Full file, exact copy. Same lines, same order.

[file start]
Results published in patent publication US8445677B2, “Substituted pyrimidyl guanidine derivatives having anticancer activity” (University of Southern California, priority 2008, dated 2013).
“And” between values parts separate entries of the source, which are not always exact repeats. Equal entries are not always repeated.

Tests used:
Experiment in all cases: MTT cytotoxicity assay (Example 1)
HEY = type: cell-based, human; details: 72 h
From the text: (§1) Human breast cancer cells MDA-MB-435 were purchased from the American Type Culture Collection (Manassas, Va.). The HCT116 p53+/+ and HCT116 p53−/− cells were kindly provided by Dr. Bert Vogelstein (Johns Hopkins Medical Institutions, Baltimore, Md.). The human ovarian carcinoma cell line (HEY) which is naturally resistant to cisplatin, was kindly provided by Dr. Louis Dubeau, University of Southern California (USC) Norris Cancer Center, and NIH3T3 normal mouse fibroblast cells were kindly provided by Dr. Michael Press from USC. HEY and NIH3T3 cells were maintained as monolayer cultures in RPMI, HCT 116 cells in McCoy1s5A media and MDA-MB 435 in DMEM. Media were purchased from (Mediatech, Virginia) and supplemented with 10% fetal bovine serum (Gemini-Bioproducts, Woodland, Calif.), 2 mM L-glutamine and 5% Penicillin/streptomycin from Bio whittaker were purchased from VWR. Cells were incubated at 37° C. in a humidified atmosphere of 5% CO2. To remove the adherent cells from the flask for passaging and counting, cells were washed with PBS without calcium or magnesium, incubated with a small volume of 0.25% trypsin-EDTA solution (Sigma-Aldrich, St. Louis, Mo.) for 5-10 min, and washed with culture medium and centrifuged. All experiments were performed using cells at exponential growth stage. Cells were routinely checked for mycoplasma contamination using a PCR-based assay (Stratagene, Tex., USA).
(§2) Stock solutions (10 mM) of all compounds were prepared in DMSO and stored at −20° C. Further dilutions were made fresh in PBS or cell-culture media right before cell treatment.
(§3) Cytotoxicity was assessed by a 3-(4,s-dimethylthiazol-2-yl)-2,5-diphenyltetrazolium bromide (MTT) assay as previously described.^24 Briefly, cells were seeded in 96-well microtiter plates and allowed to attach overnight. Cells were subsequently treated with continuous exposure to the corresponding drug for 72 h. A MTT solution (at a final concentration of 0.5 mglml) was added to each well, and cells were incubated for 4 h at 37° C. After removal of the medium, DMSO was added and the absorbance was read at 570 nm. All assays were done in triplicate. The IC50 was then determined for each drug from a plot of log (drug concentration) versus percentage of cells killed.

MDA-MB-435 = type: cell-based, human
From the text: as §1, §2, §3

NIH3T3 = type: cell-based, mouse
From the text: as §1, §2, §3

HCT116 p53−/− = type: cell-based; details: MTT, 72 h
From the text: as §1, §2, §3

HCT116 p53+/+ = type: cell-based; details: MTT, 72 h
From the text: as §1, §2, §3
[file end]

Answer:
Results published in patent publication US8445677B2, “Substituted pyrimidyl guanidine derivatives having anticancer activity” (University of Southern California, priority 2008, dated 2013).
“And” between values parts separate entries of the source, which are not always exact repeats. Equal entries are not always repeated.

Tests used:
Experiment in all cases: MTT cytotoxicity assay (Example 1)
HEY = type: cell-based, human; details: 72 h
From the text: (§1) Human breast cancer cells MDA-MB-435 were purchased from the American Type Culture Collection (Manassas, Va.). The HCT116 p53+/+ and HCT116 p53−/− cells were kindly provided by Dr. Bert Vogelstein (Johns Hopkins Medical Institutions, Baltimore, Md.). The human ovarian carcinoma cell line (HEY) which is naturally resistant to cisplatin, was kindly provided by Dr. Louis Dubeau, University of Southern California (USC) Norris Cancer Center, and NIH3T3 normal mouse fibroblast cells were kindly provided by Dr. Michael Press from USC. HEY and NIH3T3 cells were maintained as monolayer cultures in RPMI, HCT 116 cells in McCoy1s5A media and MDA-MB 435 in DMEM. Media were purchased from (Mediatech, Virginia) and supplemented with 10% fetal bovine serum (Gemini-Bioproducts, Woodland, Calif.), 2 mM L-glutamine and 5% Penicillin/streptomycin from Bio whittaker were purchased from VWR. Cells were incubated at 37° C. in a humidified atmosphere of 5% CO2. To remove the adherent cells from the flask for passaging and counting, cells were washed with PBS without calcium or magnesium, incubated with a small volume of 0.25% trypsin-EDTA solution (Sigma-Aldrich, St. Louis, Mo.) for 5-10 min, and washed with culture medium and centrifuged. All experiments were performed using cells at exponential growth stage. Cells were routinely checked for mycoplasma contamination using a PCR-based assay (Stratagene, Tex., USA).
(§2) Stock solutions (10 mM) of all compounds were prepared in DMSO and stored at −20° C. Further dilutions were made fresh in PBS or cell-culture media right before cell treatment.
(§3) Cytotoxicity was assessed by a 3-(4,s-dimethylthiazol-2-yl)-2,5-diphenyltetrazolium bromide (MTT) assay as previously described.^24 Briefly, cells were seeded in 96-well microtiter plates and allowed to attach overnight. Cells were subsequently treated with continuous exposure to the corresponding drug for 72 h. A MTT solution (at a final concentration of 0.5 mglml) was added to each well, and cells were incubated for 4 h at 37° C. After removal of the medium, DMSO was added and the absorbance was read at 570 nm. All assays were done in triplicate. The IC50 was then determined for each drug from a plot of log (drug concentration) versus percentage of cells killed.

MDA-MB-435 = type: cell-based, human
From the text: as §1, §2, §3

NIH3T3 = type: cell-based, mouse
From the text: as §1, §2, §3

HCT116 p53−/− = type: cell-based; details: MTT, 72 h
From the text: as §1, §2, §3

HCT116 p53+/+ = type: cell-based; details: MTT, 72 h
From the text: as §1, §2, §3